In the beginning there was “Groundhog Day”: Bill Murray stuck in a time loop, repeating his day over and over again.
Later there was “The Truman Show”: A cheery Jim Carrey in a sunny suburb blissfully ignorant that his life is controlled by an unseen outside force.
Later still there was “The Matrix”: Keanu Reeves’ Neo operating in a world created by an unseen machine intelligence.
And after that there was “The Lego Movie”: Chris Pratt as the unfailingly cheerful Emmet going his merry way in a world he has no idea is the construct of, yes, unseen outside forces.
Now there’s “Free Guy.” And behold, it’s Ryan Reynolds playing an ever so upbeat guy named Guy living in a colorful chaotic world that is the creation of — bet you’ll never guess — those gosh-darn invisible outside forces.
Originality is not exactly the strong suit of “Free Guy.”
Seen it. Been there. Ho-hum.
But wait. The plot may be nothing special, but Reynolds most certainly is. He’s just so relatable, genial, nice, in an unforced sort of way that he makes the movie, which he also produced, a fun ride.
His Guy is a happy-go-lucky bank teller who greets each and every customer with a sunny, “Don’t have a good day, have a great day.” And the thing is, he means it. Deeply. Sincerely. Each and every repetitive time. It’s unreal.
Guy, you see, is himself not real. He’s a background character in an elaborate, hyperviolent video game. He’s the brainchild of two young programmers, Millie (Jodie Comer) and Keys (Joe Keery), who seethe with resentment because although he’s their creation, they’ve been cheated out of their share of the game’s profits by the game company’s egomaniacal owner (Taika Waititi, overacting strenuously).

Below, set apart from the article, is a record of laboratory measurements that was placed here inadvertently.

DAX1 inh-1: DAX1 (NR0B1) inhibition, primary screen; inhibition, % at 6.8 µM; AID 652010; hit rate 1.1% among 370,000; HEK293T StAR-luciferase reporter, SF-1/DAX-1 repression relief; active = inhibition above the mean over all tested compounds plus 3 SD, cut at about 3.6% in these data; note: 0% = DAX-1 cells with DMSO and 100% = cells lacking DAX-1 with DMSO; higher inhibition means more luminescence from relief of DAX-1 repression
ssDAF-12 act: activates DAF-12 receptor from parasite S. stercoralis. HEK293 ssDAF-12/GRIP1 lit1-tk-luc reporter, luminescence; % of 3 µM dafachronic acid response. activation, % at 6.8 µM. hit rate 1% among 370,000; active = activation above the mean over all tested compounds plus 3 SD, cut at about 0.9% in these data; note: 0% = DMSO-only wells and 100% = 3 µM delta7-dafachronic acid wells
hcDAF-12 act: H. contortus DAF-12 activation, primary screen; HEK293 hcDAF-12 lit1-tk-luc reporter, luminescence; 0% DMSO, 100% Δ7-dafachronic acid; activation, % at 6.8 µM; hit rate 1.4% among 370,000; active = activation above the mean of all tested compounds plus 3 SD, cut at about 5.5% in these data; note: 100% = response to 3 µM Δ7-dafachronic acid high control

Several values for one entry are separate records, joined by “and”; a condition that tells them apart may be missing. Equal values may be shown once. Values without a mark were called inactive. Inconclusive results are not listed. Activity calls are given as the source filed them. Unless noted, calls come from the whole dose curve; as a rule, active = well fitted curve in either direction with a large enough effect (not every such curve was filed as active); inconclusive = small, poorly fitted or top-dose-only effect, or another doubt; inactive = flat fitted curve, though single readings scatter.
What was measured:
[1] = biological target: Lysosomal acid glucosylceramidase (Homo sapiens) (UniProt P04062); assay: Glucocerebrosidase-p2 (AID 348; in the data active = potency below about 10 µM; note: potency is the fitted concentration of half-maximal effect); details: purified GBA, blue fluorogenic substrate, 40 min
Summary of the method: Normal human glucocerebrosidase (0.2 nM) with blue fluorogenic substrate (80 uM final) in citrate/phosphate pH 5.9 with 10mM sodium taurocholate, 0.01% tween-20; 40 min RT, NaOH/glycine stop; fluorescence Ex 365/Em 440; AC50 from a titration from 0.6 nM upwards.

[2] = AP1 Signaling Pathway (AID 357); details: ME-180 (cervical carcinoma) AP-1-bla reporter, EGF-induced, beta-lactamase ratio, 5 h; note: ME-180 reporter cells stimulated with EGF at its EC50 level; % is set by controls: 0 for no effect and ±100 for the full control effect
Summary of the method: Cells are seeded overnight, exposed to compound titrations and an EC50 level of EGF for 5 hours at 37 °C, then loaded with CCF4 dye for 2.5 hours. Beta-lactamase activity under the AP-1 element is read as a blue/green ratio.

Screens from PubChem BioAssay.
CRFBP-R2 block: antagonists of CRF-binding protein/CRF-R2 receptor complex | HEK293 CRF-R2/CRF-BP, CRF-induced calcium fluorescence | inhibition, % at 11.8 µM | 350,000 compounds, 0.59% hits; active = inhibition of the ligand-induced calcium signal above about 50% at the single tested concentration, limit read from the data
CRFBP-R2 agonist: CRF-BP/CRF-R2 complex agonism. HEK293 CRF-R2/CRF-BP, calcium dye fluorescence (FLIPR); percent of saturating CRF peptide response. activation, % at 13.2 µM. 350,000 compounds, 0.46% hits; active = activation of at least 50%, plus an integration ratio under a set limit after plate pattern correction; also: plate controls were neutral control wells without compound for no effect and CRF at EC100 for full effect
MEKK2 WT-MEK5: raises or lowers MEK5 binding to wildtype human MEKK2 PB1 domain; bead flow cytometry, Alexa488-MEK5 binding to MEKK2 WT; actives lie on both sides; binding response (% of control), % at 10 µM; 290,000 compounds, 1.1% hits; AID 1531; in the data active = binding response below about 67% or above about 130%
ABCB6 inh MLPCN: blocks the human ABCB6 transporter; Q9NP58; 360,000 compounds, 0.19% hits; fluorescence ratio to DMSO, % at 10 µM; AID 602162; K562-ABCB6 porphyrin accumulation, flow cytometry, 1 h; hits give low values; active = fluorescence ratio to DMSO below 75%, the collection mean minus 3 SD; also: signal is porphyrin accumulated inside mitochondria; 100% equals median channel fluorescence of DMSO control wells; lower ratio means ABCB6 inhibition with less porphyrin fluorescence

The central issue around which “Free Guy” revolves: What is reality, anyway?
Guy certainly believes he’s real. He has real emotions, primarily bone-deep positivity. And he truly cherishes his one friend, a security guard at the bank where he works played by Lil Rel Howery, who is as good-natured as Guy.
And one more thing: He has a real romantic yearning for an athletic vision in skintight leather pants with a white blouse and a truly awesome expertise with firearms. That’s a useful skill in a world where people are forever being shot and blown up, jets are strafing, tanks are blasting, buildings are exploding and banks, Guy’s specifically, are being robbed on a daily basis. Every action-movie cliché plays out simultaneously and continuously in this game, which is, naturally, hugely popular.
The vision goes by the name Molotovgirl (she’s Millie’s alter ego, also played by Comer) and she has a weakness for bubble gum ice cream. Which just so happens to be Guy’s favorite flavor. Romance is born.
As was the case with Carrey’s character in “The Truman Show” and Reeves’ in “The Matrix,” Guy is made aware (thanks to Millie/Molotovgirl) of the existence of the invisible forces controlling his life, and gradually rebels. A product of artificial intelligence, he becomes self-aware, and as he does so he increasingly disrupts the game with his nice-guy rebelliousness. That gives fits to Waititi’s owner character and he demands Guy be erased from the online world.
Under the direction of Shawn Levy (all three “Night at the Museum” features), “Free Guy” zips along with a heavy emphasis on its cartoonish violence.
There’s nothing new here, but thanks to Reynolds it’s worth stepping out to a theater to enjoy a tasty summertime treat.